Chisara Agor, A Socially Conscious London Creative, Talks To Us About Her Double Release

‘Forever’ and ‘Better Man’ are out.


Thought-provoking, inquisitive, creative and unconventional. Those are just a few words that can describe Chisara Agor and her music. Or maybe we should use the word ‘art’ instead as her songwriting aims to question and make sense of the world around her. 

And that’s the purpose of her newest double release, ‘Forever’ and ‘Better Man,’ a blend of West African percussion, jazz, hip hop, bossa nova, soul and indie rock, all joined by Chisara’s mesmerising, hypnotising, magical vocal. ‘I’ve never done a double release before, but I think it gives people more to hold onto, a stronger narrative and a conversation between artist and listener,’ she confesses to us.

The double release is not an accidental choice since, as Chisara shares with us, the tracks are two sides of the same coin. ‘ ‘Forever’ is a conversation about where the world may be heading and a desire to stand together despite exhaustion in order to confront injustice, whereas ‘Better Man’ is a more intimate conversation about complex individuals living and moving through public space.’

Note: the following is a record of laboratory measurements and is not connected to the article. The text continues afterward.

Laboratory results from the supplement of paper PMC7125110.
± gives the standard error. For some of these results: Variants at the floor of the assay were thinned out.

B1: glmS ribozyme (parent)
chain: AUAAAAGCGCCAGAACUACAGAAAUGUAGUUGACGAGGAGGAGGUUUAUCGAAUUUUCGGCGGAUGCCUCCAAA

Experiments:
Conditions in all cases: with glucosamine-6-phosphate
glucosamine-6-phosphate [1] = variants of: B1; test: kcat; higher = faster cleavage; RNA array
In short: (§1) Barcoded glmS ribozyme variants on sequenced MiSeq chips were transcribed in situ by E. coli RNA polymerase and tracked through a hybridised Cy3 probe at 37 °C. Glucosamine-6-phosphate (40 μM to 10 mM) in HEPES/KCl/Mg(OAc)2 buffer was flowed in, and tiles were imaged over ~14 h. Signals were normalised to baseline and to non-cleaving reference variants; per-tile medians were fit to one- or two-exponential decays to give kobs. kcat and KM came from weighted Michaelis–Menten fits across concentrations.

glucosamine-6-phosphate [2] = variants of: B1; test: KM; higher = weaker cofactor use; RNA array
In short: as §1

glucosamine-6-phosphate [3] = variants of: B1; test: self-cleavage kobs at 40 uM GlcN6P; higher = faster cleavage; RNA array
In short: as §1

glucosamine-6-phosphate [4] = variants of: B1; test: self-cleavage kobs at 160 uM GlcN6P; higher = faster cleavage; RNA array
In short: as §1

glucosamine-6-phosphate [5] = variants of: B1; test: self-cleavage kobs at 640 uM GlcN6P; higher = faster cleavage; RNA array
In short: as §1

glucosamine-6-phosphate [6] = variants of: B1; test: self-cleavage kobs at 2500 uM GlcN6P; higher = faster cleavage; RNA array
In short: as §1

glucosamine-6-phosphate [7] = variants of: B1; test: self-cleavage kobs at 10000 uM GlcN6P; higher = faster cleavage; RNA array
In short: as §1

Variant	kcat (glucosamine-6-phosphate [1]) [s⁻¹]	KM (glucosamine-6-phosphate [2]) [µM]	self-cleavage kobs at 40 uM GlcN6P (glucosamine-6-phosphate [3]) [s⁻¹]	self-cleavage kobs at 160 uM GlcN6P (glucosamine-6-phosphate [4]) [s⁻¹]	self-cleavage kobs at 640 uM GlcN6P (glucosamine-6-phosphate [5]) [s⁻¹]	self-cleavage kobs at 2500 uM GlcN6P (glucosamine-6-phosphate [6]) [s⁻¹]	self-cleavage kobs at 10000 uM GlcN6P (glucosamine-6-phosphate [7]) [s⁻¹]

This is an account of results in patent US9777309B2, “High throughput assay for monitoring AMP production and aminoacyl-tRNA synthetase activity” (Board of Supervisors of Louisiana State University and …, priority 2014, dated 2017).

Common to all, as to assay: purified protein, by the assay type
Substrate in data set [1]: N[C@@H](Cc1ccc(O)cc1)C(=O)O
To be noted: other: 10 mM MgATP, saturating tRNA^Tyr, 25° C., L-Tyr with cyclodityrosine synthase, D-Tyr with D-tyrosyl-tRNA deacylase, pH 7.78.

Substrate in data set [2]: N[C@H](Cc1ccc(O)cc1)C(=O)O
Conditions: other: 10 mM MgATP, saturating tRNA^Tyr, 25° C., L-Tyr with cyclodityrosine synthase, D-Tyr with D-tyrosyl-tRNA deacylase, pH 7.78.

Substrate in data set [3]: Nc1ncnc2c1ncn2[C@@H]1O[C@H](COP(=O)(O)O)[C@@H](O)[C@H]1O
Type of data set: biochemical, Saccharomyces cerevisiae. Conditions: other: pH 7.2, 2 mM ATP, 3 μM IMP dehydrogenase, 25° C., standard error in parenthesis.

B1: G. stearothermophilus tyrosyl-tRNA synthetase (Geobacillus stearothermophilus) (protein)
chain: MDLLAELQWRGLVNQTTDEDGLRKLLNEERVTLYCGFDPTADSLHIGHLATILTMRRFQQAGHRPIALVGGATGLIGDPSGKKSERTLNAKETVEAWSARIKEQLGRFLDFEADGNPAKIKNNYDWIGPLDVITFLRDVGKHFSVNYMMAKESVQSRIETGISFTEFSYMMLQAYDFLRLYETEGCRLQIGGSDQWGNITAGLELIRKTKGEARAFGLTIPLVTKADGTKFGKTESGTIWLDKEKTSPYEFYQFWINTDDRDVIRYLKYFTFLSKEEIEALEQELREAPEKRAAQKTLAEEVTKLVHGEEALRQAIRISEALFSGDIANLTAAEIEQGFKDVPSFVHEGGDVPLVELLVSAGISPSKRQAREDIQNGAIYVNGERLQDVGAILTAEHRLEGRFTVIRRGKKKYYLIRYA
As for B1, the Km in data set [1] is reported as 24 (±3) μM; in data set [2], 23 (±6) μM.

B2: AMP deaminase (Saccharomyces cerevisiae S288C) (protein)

To lift the veil of secrecy, ‘Forever’ calls to join the history of black movements as the vocalist celebrates and remembers her roots through her music, art and research. ‘Music is and was a way to communicate when words were sparse when my ancestors were forbidden to speak their own language.’ During our conversation, Chisara also emphasizes that ‘there are no black movements without music.’

‘Better Man,’ on the other hand, speaks about the struggles of life in London. Chisara admits to us that it’s a great city for an artist but simultaneously, she finds it challenging to live in a space so heavily driven by corporations and competition. Inspired by the title of her single, we also reflected together what should we do to become better people. ‘Bearing witness can change you and move you into action,’ decides the artist but she adds immediately that becoming better is not an easy task. ‘More suffering happens when people are cut off from their emotions or taught not to feel. How can we be better or help others if we are broken people?’

‘Forever’ and ‘Better Man’ are available on streaming services.

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